front panel l0 and a back panel ||. These, as
shown in Fig. 3, are preferably made of straight
pieces of material. The front and 'back panels
a group relatively close to .each other. The re
?ector buttons 2| are preferably of the cata 10
photic type, so that the light ‘impinging upon a
button from an approaching vehicle will be re
?ected back substantially in the line of vision
of the operator of the vehicle. A sufficient
number of buttons should be employed so that’
15v
In and II respectively are connected together
end to end, and the adjoining ends are so cut
that when the panels are connected, as by a
seam l2, a formed shoulder portion I 3 is pro
duced. Between the adjoining ends of the panels
l0 and N there is formed a hole ll of such size
that the head and neck of the wearer may be
a large area of the garment will be illuminated
by the lights from an approaching car.
In the form shown, the re?ector buttons 2|
are arranged within a circular area in substan
tially the middle of the panel. ‘If desired and 20
as shown, the grouping of the re?ector buttons
on tne back panel may be somewhat different
slipped freely through it when applying 'the
garment, and, when the garment is so applied,
from those on the front panel, so long as a suffi
25 the portions l3 will rest on the wearer's shoulders
I while the panel ID will hang down over the chest
and abdomen of the wearer and the panel II
will hang down the back.
cient number of re?ector units is employed to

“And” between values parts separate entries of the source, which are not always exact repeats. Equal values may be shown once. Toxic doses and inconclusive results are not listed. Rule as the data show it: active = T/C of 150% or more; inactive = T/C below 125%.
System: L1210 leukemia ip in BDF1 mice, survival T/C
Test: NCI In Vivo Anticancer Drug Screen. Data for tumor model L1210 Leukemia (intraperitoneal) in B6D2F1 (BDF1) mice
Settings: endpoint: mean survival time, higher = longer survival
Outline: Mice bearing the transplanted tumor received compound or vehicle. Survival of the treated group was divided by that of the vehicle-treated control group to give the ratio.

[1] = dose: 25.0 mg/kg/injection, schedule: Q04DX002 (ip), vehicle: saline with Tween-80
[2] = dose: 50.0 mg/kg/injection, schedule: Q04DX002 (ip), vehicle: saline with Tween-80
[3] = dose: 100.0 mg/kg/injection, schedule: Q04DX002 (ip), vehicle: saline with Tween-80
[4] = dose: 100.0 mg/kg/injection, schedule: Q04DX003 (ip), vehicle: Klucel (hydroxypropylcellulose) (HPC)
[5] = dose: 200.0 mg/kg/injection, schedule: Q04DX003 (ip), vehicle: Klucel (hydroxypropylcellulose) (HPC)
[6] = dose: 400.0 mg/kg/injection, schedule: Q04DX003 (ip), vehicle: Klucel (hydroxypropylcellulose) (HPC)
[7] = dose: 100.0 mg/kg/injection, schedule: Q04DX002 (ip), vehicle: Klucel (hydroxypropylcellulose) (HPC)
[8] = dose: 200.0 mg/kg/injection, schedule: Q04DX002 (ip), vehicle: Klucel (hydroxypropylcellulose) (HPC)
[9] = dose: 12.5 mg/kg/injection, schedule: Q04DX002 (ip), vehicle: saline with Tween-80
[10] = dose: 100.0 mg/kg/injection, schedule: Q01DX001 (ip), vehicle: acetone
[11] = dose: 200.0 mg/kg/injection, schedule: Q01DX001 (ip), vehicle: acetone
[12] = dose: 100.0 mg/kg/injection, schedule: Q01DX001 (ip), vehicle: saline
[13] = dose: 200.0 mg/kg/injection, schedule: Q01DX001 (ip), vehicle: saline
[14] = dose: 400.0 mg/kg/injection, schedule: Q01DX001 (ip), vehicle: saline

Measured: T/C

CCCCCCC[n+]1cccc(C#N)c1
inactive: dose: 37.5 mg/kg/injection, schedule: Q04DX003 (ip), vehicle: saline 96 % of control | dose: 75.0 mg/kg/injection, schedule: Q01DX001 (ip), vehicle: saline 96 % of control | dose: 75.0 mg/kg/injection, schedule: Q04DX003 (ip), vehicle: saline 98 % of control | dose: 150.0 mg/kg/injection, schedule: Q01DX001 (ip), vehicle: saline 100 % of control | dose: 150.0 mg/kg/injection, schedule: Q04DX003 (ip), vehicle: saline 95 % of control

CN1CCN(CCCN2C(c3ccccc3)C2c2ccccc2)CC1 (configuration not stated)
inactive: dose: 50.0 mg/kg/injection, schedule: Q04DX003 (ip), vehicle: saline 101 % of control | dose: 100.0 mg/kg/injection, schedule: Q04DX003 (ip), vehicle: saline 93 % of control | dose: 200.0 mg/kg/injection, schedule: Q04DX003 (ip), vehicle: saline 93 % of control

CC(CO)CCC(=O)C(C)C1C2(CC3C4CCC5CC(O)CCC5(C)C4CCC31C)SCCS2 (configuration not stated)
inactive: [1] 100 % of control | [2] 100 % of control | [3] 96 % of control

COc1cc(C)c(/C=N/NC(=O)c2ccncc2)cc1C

indicate by a re?ected light the presence of the
oi?cer.
-
in Figs. 1 and 2, the open sides of the garment
may be temporarily held together by suitable
To increase the visibility of the o?lcer to
drivers approaching at an angle from the direc
tion in which the officer faces, the present inven
tion provides, on the shoulder portions of the 30
garment, epaulets 22, and, instead of these ex
tending horizontally as is the custom in formal
military uniforms, they hang down from the
shoulder portions l3 of the front and. back
panels. In fact, the upper margin 23 of the
epaulet is so cut with relation to the upper por
tions of the panels I0 and VN that the epaulet
fastening means. In the form of the invention
herein illustrated, the panel II has secured to it
portions of the panels.
The longitudinal margins I5 of the panels l0
30 and | I are free of permanent attachment to each
other, and these margins, as well as the bottom
margins Hi and the margin I‘! of the head hole
M, are suitablyhemmed or bound.
After the garment is slipped over the head of
35 the officer and rests on his shoulders, as shown
40 near its lower end straps or tapes I8 and the
panel ID has secured to it near its lower end
straps or tapes IS, the latter carrying buckles 20
to receive and secure the straps II. In the
broader aspects of the invention, however, any
45 suitable means may be employed to keep the
panels Ill and II relatively close to the body of
the wearer and keep them from ?ying in the
wind. Preferably, however, whatever means are